ASTANA, KAZAKHSTAN: Andre Agassi’s game famously once collapsed at the French Open upon the unexpected arrival of former President Bill Clinton, and Mikhail Kukushkin suffered a similar outbreak of nerves when Kazakhstan’s president Nursultan Nazarbayev made a surprise appearance at the National Tennis Centre in Astana during their Davis Cup by BNP Paribas World Group play-off against Uzbekistan.
Fortunately for the home nation, Kukushkin, unlike Agassi, managed to get himself back on track after the president’s untimely arrival five games into his potentially decisive rubber against Denis Istomin, pulling off an unscheduled 6-4, 6-2, 6-7(5), 6-2 victory. It maintained Kazakhstan’s place in the World Group for a third consecutive year.
“The first game after he came I was a complete disaster, I was so nervous,” said the Kazakhstan No. 1. “But after that I calmed down a little bit and started to play my game again and really enjoy this moment.”
Kukushkin had vowed that he would not be afraid of facing Istomin, who had beaten him twice before and at No. 34 in the world rankings is 36 places ahead of the Kazak. It may sound like an obvious thing to say but plenty of players who talk the talk shrink like violets once caught up in the intimidating atmosphere of Davis Cup, but Kukushkin was true to his word and played aggressively from the outset.
“Istomin helped us a little bit inasmuch as his first serve percentage wasn’t quite there,” said Dias Doskarayev, the Kazakhstan captain. “He had quite a good year, the year was long, he played quite good in the Olympics, so he must have been a little bit tired, but a win is a win and we’ll take it.”
Istomin was certainly in passive mood and not just by contrast. He surrendered the first set and when 5-2 down in the second complained bitterly to umpire Ben Anderson about noise from the crowd whenever he was serving.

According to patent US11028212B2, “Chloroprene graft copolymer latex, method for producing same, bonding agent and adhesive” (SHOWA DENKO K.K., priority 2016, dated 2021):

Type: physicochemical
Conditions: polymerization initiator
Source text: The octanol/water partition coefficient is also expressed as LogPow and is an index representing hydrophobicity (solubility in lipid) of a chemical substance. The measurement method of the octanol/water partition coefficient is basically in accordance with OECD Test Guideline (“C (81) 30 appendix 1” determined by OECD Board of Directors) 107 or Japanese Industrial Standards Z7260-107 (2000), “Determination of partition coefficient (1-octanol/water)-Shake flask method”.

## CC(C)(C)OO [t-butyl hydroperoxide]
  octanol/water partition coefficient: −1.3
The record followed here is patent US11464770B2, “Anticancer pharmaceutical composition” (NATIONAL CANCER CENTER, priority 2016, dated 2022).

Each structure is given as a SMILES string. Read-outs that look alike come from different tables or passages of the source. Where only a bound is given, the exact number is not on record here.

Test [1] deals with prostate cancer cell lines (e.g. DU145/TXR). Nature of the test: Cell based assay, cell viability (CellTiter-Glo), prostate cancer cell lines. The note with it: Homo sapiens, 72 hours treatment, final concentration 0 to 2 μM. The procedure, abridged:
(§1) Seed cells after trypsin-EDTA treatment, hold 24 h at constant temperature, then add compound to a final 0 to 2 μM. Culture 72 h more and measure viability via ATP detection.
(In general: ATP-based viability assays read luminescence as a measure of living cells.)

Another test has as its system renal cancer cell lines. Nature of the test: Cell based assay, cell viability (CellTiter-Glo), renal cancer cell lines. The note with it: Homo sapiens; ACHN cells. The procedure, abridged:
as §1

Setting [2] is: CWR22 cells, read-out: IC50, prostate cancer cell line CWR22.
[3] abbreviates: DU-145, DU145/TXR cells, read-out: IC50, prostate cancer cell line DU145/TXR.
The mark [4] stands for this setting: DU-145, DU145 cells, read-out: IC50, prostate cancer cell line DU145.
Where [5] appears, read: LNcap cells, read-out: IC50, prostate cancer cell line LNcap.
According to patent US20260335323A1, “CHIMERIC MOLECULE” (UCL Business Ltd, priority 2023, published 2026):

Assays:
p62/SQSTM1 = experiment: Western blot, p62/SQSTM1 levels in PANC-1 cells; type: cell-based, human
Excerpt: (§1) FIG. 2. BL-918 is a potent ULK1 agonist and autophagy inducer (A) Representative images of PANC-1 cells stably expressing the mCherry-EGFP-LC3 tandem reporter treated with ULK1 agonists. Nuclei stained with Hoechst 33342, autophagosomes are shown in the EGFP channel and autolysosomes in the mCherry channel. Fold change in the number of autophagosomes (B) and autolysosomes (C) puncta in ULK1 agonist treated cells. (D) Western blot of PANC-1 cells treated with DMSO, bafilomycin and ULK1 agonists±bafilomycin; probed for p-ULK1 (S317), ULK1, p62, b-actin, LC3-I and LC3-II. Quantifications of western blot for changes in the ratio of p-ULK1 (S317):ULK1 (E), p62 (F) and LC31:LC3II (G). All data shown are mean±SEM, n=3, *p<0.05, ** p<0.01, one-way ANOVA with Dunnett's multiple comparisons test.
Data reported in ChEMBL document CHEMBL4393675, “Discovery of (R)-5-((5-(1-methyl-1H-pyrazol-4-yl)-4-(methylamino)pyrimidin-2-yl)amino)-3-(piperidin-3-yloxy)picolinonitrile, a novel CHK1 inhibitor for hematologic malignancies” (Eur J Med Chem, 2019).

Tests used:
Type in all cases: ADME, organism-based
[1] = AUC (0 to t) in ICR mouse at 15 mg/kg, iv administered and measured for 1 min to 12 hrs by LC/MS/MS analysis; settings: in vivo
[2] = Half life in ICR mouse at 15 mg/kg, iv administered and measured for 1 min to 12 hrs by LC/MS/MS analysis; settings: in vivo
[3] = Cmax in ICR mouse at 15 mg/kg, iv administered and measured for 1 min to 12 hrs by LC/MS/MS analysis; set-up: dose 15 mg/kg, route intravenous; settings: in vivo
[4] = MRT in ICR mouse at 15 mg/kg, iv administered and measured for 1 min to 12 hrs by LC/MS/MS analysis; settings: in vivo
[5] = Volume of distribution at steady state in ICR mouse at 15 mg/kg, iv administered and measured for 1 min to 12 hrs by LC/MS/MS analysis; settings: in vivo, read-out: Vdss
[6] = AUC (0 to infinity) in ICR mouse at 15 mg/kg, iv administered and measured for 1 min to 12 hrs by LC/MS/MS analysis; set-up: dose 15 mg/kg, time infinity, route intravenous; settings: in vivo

His main problem, though, was of a physical nature and at 2-0 down in the third he requested a timeout for treatment to his back. This was his third rubber in three days, unlike his opponent, who did not feature in the doubles. It was Kukushkin’s hope that if it went to five sets Istomin would be found wanting physically.
This should not be allowed to detract from the performance of the Kazak, who himself is due to go into hospital this week for hip surgery. Nevertheless, Istomin did seem to move more freely after the massage and broke back for 3-all with his first break point of the match.
Even so, Kukushkin was soon back in the driving seat and serving for the match and the tie at 6-5, only for Istomin to take it to a tiebreak in which Kukushkin, all credit to him, continued going for his shots. With the Uzbek edging it it was again a time for Kukushkin to show his mettle as the match went to a fourth set.
It’s at moments like this that players suddenly lose their way, but Kukushkin was like a man on a mission and stayed focussed until a loose forehand from Istomin handed him a break for 4-2. The Kazakh was in a hurry and wrapped up the match on Istomin’s serve on his third match point. His president must have been proud of him.
Captain Dias Doskarayev (KAZ) - 16/09/12
Mikhail Kukushkin (KAZ) - 16/09/12